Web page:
Nearing the end of 2018, we’ll be bombarded by the annual parade of “top ten” lists counting down everything from the year’s news events to songs and online fads. For those of us interested in understanding and preserving the events of the Civil War and Antietam’s Cornfield, here’s our own such list – the Cornfield casualty top ten.
Travel back in time to see Antietam's battlefield as it looked 134 years ago. Our first stop is D. R. Miller's farm, around which swirled fighting in the bloody Cornfield...
The 5th Virginia's Ezra Stickley awakened and realized the firing had picked up considerably. Gathering up his gear...Ezra discovered he’d misplaced the right glove of his newly-purchased pair, a loss that troubled him considerably. Within the hour Ezra would be troubled by a much greater loss...and discover the ultimate irony of Antietam's bloody Cornfield.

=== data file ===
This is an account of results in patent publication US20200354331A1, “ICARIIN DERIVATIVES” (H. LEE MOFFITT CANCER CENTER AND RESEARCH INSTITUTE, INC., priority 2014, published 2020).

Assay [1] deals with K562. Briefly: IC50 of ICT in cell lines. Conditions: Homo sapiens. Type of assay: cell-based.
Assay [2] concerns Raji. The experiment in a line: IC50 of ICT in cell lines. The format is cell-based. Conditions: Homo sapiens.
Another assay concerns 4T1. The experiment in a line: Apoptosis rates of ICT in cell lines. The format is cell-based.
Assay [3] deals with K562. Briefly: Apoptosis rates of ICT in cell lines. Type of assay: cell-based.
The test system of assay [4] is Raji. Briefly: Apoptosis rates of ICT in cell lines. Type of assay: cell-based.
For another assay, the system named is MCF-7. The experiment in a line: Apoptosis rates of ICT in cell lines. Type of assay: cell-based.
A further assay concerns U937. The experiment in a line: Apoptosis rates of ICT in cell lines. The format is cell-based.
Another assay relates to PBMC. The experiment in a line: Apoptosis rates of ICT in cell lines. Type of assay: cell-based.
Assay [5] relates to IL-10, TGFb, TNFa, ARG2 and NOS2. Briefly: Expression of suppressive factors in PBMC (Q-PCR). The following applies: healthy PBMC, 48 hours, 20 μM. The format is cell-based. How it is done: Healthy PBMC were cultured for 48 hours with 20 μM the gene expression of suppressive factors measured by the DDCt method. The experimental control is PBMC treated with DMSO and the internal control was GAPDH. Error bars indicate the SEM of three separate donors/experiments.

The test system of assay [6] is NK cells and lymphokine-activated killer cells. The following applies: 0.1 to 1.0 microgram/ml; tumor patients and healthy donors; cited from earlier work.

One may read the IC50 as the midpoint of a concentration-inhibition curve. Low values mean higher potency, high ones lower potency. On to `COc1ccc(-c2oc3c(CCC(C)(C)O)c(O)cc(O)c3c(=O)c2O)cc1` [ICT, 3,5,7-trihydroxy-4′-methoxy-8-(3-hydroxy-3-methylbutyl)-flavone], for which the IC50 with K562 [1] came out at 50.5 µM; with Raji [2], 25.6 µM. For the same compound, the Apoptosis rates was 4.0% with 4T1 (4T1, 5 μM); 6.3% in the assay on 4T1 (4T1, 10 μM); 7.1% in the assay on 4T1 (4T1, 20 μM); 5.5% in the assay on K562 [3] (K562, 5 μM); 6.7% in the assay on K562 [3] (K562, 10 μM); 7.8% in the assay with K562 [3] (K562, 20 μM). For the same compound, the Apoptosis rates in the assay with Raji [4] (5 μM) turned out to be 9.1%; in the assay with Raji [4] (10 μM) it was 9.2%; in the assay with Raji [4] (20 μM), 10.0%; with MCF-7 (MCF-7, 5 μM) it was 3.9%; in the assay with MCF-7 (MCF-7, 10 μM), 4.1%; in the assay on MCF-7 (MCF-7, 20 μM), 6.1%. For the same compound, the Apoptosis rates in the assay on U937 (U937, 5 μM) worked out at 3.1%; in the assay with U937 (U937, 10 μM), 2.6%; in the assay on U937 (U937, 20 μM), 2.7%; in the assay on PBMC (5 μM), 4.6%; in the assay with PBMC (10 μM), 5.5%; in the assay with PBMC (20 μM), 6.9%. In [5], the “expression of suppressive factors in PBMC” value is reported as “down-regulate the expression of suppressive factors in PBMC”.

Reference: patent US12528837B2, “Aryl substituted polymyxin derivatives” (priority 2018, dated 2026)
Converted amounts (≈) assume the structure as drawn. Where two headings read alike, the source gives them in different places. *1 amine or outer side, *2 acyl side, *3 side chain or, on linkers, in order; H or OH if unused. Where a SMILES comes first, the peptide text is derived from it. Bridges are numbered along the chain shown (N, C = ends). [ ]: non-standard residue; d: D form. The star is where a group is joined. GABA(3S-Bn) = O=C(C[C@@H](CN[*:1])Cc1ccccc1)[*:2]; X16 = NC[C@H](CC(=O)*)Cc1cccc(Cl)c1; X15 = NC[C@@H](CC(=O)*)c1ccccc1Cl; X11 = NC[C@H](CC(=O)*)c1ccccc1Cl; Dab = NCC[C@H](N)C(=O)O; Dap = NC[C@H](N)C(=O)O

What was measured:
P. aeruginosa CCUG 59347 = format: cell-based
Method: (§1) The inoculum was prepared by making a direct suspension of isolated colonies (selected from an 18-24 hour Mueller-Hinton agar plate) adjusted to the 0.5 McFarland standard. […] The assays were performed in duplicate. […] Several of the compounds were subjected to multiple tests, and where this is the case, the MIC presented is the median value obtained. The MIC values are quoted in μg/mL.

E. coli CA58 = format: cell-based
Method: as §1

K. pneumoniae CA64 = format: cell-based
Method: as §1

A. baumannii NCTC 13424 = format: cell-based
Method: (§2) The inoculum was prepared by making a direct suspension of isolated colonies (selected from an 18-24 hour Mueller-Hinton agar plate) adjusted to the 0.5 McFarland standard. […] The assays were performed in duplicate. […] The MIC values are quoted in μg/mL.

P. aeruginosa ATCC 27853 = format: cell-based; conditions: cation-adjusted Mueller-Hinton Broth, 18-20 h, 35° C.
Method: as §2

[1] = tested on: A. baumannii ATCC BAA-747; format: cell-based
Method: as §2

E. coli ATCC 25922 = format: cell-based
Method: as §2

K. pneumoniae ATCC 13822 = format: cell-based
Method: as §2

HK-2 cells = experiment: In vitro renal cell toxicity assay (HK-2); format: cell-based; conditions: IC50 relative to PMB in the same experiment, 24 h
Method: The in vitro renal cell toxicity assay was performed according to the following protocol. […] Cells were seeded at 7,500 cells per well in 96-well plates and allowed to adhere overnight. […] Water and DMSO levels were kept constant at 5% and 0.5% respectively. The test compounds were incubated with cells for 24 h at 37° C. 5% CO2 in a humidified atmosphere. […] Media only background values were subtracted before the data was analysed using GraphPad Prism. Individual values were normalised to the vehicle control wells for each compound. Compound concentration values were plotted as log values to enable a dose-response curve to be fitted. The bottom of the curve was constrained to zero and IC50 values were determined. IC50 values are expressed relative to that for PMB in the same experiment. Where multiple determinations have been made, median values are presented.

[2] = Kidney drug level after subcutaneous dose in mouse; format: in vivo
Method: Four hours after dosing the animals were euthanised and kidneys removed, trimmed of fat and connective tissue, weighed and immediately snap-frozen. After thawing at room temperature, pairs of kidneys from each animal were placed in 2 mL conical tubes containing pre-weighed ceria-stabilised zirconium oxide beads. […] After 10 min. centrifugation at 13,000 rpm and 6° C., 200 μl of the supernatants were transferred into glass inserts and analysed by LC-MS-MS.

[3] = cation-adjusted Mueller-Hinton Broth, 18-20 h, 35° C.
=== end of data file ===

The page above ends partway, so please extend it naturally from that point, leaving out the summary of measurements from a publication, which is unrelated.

The 5th North Carolina’s Captain Thompson “came up to me in a very excited manner and tone cried out to me “They are flanking us! See, yonder’s a whole brigade!” I ordered him to keep silent and return to his place…but, when this act of indiscretion occurred, they began to break and run…” By … Continue reading Garland’s Brigade at the Cornfield: The Death of a Reputation…and Much More
Now was the moment of truth for Major George Gile and his new command, the 88th Pennsylvania. Instantly Gile’s “stentorian” voice “rang out, “88th. On first division, deploy column, march. Forward, guide centre, halt. Commence, firing!” And with that the 88th Pennsylvania entered the fight for Antietam’s Cornfield... By David A. Welker The 88th Pennsylvania … Continue reading The 88th Pennsylvania at Antietam: A Cornfield Invalid Saves Washington
With the sun glistening off rainwater on the tall, waving cornstalks this clear September morning, David Miller could have no way of knowing that soon his cornfield would become the most dangerous place to be on earth. By David A. Welker Tuesday, September 2nd, 1862 dawned bright and clear on the rolling hills of western … Continue reading Farming the Cornfield: D. R. Miller’s 1862 Harvest of Death